A detailed schematic of the inverter circuit 53 is shown in FIG. 6. A conventional step-up transformer 115 having first and second primary windings 116, 117 inductively transfer voltages to a single secondary winding 118. An appropriate transformer is powder core Model H5A 4307 manufactured by TDK, Inc. The secondary winding has its terminals connected to the fluorescent lamp 40. A parallel resistive-capacitive circuit having a 620Ω resistor 119 and an 820pF capacitor 122 connect the high end of primary windings 116, 117 to the battery voltage 52. The low end of first primary winding 116 is connected in series with a 39Ω resistor 124 and 820 pF capacitor 126 to ground. The junction of the resistor 124 and capacitor 126 is connected to the base of conventional PNP transistor 130. The collector of transistor 130 connects the low end of the second primary winding 117 to ground when the transistor is forward biased. This circuit provides current on secondary winding 118 of approximately 140 Hz with sufficient voltage to cause the lamp 40 to conduct and illuminate. Briefly stated, current first flows through resistor 119, first primary winding 116, resistor 124, and capacitor 126 to ground. As capacitor 126 charges through its very short time constant, the transistor 130 begins to conduct and also establishes a magnetic field in the second primary winding 117. Notice that this field lags in time and is opposed to the field established in first primary winding 116. Eventually, the voltage in secondary winding 118 is sufficiently large to illuminate the lamp 40 causing the magnetic field to discharge starting the cycle over again.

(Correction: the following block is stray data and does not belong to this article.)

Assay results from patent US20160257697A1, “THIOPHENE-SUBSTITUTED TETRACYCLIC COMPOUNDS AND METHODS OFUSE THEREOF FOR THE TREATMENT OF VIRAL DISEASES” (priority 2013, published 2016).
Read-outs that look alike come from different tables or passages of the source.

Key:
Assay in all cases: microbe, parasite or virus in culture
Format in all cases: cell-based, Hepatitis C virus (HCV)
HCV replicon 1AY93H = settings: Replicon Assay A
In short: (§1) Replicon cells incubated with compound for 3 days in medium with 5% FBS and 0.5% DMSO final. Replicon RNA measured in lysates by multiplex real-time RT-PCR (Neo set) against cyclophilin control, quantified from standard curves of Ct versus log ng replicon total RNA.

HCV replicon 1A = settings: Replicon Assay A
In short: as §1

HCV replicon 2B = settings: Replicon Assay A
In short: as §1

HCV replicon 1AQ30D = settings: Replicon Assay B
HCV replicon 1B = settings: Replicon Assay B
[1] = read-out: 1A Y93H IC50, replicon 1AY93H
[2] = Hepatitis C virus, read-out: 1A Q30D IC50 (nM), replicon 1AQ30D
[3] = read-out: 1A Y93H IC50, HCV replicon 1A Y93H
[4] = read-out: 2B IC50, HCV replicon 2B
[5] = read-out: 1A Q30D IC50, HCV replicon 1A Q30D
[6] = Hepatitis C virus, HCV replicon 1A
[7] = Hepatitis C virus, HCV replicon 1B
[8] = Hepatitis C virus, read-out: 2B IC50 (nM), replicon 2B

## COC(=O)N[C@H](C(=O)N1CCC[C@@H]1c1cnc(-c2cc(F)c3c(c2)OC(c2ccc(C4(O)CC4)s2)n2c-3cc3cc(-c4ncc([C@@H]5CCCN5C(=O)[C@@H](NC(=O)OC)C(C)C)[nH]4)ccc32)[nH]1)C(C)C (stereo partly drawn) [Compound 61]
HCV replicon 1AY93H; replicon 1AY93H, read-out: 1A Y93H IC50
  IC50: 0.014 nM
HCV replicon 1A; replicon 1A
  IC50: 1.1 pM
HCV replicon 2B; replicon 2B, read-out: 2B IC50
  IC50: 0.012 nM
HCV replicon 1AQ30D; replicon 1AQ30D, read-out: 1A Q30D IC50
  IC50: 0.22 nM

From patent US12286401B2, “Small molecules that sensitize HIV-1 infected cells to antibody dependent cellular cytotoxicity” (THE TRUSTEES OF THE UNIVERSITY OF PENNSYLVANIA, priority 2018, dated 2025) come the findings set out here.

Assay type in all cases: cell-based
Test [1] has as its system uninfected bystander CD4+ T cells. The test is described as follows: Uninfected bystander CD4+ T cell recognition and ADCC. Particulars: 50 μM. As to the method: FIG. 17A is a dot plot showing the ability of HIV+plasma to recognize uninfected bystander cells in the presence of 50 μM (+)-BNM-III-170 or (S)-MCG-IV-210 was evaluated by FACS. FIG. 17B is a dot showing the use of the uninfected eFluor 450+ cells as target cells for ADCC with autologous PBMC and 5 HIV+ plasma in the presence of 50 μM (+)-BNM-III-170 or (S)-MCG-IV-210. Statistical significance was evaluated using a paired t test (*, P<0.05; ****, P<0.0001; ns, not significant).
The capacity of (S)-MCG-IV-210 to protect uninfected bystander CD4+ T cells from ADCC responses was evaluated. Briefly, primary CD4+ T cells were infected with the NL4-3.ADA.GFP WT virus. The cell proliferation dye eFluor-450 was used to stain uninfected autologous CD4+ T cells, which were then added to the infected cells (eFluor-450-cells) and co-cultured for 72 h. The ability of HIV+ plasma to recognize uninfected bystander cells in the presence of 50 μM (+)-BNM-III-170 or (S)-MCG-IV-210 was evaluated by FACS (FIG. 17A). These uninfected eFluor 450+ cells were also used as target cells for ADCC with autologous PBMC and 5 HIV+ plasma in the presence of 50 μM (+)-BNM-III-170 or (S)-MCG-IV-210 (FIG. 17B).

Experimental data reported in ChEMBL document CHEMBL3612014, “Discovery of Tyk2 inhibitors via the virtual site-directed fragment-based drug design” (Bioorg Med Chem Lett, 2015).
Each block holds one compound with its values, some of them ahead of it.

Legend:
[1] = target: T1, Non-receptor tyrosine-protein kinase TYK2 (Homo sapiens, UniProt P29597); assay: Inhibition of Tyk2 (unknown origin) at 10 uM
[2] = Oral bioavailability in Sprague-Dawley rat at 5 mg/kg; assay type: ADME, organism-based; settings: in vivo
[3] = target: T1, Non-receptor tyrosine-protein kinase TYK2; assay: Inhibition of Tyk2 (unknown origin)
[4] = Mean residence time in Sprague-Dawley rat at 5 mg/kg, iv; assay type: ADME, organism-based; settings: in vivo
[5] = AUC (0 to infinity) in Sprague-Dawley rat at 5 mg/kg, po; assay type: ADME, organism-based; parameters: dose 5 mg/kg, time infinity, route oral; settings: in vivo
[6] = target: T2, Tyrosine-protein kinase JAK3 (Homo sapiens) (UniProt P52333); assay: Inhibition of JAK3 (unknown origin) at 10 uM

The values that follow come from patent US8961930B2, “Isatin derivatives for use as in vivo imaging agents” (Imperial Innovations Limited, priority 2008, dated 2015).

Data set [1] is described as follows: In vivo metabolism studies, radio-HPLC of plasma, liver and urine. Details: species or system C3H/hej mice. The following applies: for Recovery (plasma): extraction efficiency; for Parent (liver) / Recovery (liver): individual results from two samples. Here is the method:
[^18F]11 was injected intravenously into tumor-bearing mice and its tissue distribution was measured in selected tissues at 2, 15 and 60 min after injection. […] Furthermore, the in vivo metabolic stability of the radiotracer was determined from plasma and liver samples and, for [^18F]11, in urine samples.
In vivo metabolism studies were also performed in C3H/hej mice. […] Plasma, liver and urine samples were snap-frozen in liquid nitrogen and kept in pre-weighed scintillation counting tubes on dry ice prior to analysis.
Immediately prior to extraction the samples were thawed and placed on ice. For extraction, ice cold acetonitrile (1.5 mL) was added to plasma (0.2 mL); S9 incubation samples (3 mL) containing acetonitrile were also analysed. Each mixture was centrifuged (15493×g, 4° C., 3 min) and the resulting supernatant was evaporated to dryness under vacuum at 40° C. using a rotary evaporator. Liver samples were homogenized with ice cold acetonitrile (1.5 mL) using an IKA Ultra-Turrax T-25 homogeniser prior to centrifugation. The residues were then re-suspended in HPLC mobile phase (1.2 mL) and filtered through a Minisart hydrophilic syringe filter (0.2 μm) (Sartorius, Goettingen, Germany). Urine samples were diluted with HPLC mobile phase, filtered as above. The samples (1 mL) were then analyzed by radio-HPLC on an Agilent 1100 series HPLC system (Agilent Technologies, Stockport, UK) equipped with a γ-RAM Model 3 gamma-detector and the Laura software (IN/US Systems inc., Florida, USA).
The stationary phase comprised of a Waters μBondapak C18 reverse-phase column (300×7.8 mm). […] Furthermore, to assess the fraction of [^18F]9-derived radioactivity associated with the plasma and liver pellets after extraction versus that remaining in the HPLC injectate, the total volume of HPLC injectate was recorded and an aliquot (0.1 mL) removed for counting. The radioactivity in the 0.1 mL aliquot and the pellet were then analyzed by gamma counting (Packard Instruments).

The illumination feature of the safety cane 10 is to assist users having reduced proprioception ability from falling. Nevertheless, in the event that a fall does occur, the cane is provided with a feature which automatically summons help if the user is unable to get up and return the cane to a vertical position. If the fall is disabling (or a disabling condition, i.e., angina, stroke, etc. occurs which precipitates a fall) the cane sounds an audible alarm after a seven-second delay.